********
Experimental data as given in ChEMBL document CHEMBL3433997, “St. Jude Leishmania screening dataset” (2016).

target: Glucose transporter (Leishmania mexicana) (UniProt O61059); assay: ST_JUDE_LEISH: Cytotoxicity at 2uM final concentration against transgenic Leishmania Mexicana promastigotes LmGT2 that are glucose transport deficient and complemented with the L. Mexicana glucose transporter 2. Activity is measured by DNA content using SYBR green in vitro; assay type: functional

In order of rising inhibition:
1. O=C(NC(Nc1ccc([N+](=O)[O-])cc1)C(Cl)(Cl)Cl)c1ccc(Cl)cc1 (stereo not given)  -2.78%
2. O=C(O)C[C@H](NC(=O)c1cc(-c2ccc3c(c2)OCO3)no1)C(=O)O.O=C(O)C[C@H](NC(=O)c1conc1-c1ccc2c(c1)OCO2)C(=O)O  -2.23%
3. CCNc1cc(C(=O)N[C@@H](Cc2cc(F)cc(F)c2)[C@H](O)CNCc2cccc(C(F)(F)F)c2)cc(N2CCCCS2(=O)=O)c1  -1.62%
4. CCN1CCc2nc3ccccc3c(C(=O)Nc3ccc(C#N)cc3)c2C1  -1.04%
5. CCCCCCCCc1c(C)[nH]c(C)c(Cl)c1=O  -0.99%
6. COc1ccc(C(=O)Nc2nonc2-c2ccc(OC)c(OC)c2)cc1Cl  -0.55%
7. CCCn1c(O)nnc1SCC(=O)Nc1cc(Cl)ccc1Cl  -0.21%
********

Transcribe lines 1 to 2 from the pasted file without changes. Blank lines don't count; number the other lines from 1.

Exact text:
Experimental data as given in ChEMBL document CHEMBL3433997, “St. Jude Leishmania screening dataset” (2016).

target: Glucose transporter (Leishmania mexicana) (UniProt O61059); assay: ST_JUDE_LEISH: Cytotoxicity at 2uM final concentration against transgenic Leishmania Mexicana promastigotes LmGT2 that are glucose transport deficient and complemented with the L. Mexicana glucose transporter 2. Activity is measured by DNA content using SYBR green in vitro; assay type: functional